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In many works of art such as Shakespearian and Greek tragedies, character has been many a time been blamed for the destiny that is ultimate for a character. These characters usually have a fatal flaw or a great heart that inevitably lead them to their deaths or salvation. Thi9s is a device that Melville uses in Moby Dick in the development of several characters.

Ahab, the Pequod's fanatical captain, corresponds to both a primeval and a characteristically contemporary kind of hero. Similar to the heroes of Greek or Shakespearean tragedies, Ahab suffer has a particular fatal flaw, one he shares with such renowned characters as Faust and Oedipus. His incredible boldness, or hubris, leads him to go against common sense and deem that, similar to a god, he can perform his will and stay invulnerable to the forces of the natural world.

He regards Moby Dick as the personification of wickedness on earth, and he hunts the White Whale monomaniacally since he believes it his unavoidable destiny to obliterate this wickedness. According to the (Melville 2009,pp.23) , such a tragic hero "stirs us to sympathy for the reason that, as he is not an wicked man, his calamity is larger than he justified; but he stirs us as well to trepidation, since we are acquainted with comparable potential of faults in our individual lesser and mortal persons."

Dissimilar to the heroes of older tragic writings, on the other hand, Ahab suffers from a mortal flaw that is not essentially inherent but rather it is as a result of injury, in his case both emotional and corporeal, caused by life in an unsympathetic world. He is as much a sufferer as he is an antagonist, and the figurative conflict that he creates connecting himself and Moby Dick drives him toward what he deems a predestined ending (Chase 1980,pp.56).

Ishmael initiates the novel in the opening chapter drifting through Manhattan in the bleakness of November with gloomy thoughts suggestive of nearly suicidal predisposition: pausing in front of coffin houses and following memorial services. His chief reason for going to a maritime profession, he puts forward, is to getaway from this depressive sequence and fixation with death. Ishmael has a tendency to worry and think his way through stuff, going so far as to depict himself as a thinker in The Mast-Head.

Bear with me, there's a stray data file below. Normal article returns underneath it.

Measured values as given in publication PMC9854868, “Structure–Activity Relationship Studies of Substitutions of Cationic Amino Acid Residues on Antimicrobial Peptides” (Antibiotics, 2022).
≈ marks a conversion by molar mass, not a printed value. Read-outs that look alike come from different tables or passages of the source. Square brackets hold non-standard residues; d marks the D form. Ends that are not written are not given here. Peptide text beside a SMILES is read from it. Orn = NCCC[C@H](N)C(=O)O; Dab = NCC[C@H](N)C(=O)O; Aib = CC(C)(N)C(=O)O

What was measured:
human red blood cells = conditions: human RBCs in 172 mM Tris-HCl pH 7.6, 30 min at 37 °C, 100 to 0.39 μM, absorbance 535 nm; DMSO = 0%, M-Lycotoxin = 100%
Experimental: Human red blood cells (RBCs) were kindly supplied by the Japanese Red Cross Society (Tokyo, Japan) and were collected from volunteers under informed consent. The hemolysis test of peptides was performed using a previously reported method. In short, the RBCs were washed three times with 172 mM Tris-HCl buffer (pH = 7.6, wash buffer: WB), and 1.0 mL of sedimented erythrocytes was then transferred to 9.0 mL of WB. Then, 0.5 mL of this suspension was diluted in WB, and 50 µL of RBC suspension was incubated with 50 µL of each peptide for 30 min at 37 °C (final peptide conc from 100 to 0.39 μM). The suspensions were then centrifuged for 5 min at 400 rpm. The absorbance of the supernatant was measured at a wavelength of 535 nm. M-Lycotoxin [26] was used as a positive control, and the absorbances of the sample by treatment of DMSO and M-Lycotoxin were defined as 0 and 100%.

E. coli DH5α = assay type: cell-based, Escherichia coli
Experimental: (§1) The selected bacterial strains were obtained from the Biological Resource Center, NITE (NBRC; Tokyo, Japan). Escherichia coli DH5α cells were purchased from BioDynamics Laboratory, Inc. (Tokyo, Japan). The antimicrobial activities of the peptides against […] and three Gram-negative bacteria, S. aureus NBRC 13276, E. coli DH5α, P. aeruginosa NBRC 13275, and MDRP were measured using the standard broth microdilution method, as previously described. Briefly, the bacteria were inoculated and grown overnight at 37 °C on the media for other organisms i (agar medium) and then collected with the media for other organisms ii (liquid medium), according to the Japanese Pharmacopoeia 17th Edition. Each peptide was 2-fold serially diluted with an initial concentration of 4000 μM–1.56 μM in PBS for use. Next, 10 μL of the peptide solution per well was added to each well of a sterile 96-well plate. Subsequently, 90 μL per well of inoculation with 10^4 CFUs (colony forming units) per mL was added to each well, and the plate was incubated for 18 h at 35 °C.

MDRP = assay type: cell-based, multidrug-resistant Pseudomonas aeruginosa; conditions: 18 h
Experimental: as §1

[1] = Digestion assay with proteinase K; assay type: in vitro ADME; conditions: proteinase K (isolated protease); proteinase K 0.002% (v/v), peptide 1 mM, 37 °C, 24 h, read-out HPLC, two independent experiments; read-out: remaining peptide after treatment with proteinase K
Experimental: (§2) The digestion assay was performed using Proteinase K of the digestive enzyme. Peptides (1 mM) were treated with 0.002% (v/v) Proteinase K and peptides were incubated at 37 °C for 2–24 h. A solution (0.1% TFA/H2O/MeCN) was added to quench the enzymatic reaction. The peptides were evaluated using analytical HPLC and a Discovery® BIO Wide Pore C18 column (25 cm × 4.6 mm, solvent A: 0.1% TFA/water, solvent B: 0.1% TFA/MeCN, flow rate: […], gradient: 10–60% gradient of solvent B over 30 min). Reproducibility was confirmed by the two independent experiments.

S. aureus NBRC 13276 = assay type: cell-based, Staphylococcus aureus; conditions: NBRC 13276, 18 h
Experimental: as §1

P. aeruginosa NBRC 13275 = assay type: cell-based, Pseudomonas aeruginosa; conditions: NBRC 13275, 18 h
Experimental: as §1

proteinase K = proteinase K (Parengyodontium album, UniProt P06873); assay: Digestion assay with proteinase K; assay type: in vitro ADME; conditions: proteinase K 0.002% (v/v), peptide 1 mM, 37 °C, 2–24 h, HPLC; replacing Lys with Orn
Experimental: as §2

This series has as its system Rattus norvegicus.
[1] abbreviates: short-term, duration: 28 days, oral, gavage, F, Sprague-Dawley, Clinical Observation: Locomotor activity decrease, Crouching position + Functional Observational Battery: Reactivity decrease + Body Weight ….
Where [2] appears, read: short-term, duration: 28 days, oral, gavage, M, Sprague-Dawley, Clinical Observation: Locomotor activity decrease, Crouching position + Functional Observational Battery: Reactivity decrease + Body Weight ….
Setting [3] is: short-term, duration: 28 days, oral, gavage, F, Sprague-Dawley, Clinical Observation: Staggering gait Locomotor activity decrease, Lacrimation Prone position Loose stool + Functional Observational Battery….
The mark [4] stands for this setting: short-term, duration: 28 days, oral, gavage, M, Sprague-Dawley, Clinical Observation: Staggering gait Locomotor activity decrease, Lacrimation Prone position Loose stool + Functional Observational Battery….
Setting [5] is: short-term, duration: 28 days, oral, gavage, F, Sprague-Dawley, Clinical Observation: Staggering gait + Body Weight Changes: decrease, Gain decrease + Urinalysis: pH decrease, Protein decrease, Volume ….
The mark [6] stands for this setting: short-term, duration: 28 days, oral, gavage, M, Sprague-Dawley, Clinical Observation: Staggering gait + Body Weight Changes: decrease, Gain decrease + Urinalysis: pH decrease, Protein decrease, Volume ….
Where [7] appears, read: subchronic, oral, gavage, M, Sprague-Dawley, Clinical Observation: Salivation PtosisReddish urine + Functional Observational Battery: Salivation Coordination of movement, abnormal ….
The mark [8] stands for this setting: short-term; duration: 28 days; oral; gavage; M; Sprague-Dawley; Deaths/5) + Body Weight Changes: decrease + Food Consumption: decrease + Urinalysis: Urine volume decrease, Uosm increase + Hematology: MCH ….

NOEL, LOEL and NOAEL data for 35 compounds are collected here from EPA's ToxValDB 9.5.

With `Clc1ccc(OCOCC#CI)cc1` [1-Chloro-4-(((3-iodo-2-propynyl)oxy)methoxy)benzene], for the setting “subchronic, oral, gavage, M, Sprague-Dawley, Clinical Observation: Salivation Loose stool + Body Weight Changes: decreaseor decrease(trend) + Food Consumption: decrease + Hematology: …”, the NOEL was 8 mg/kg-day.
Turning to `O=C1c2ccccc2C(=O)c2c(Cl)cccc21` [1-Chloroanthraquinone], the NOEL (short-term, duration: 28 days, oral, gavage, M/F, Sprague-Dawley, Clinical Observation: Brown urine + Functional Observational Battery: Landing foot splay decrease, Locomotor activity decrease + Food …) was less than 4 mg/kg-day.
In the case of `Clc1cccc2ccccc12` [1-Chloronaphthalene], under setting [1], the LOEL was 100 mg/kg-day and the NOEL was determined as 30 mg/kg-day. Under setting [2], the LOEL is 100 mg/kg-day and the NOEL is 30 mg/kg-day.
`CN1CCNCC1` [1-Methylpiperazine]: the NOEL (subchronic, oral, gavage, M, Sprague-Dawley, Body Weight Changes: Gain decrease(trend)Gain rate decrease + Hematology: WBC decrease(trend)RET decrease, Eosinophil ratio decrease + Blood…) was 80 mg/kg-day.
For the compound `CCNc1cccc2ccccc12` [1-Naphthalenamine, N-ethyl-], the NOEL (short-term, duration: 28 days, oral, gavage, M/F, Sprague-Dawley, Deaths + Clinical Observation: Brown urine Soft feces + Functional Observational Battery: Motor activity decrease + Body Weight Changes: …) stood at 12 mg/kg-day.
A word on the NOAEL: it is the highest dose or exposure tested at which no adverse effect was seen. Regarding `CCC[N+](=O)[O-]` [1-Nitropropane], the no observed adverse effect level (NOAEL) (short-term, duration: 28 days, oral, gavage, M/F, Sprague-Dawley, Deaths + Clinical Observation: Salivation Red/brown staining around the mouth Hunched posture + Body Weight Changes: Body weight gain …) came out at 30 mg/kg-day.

Ishmael, while ostensibly rejecting the arts, does own up that he is -- or at any rate was at one time -- a poet (Pirner 2007, pp 17). He appears to be a self-taught Renaissance man, excellent at all things yet devoted to nothing. Given the mythic, dreamy characteristics of Moby-Dick, it is conceivably proper that its storyteller ought to be a mystery: not everything in a narrative so reliant on destiny and the apparently mystical needs to make perfect logic.

According to Sealts and Olson (1997, pp.43) Ishmael is a character that Melville builds up as a man who is essentially what everybody should look up to. Though he has suicidal thoughts at the beginning of the novel he transforms by boarding the ship in order that he may live suicidal thoughts behind. The fact that he has changed his life in order to go to the sea to change his life makes it hard for the author to destroy him as he acquires the status of a reformed man. From his digression on a variety of subjects it is clear that the was at on e time a teacher. Thus Ishmael is the man of learning, gentility and refinement in the novel. Ishmael stands for the good that should be in society. It is therefore inconceivable that such a man should perish with the rest of the Pequods crew.

Queequeg is an indigene of an imaginary island in the South Pacific Ocean named Kokovoko. The isle is the residence to his primitive ethnic group, who carry out cannibalism, in particular eating the flesh of foes killed in combat. Queequeg declares that the single case of digestive disorder he has suffered was after a banquet in which fifty killed opponents were devoured. He shows no embarrassment concerning the observation, depicting his people in a matter-of-fact manner. In port he has a preference for rare red meat, but will take anything that is on the bill of fare, for instance clam chowder -- which is expressed as "his choice fishing fare"(Melville, 2006, pp13).

Initially rejected by the whaler that docked on his isle, he adeptly leapt from a canoe and held firmly to the side of the boat as it was exiting for the ocean, at which time the captain gave in.  By his character of not giving up and being headstrong he joins the whaling expedition where he meets Ishmael and ultimately the joining of the Pequod. It is Ishmael who persuades him, founded on their closeness, to vessel on a different whaling voyage with him (Kelley, 2006, pp 43).

At the instance of the narrative, he has been absent from his home islet for several years, so long that it is likely that his father is deceased and that he would happen to be chief if he went back. The writer attributes his easy going impulsive character and his religiousness for his fate of dying on the Pequod as when Ishmael tells him that they should board the Pequod he does not ask any questions he simply follows Ishmael's lead and advice from his God.

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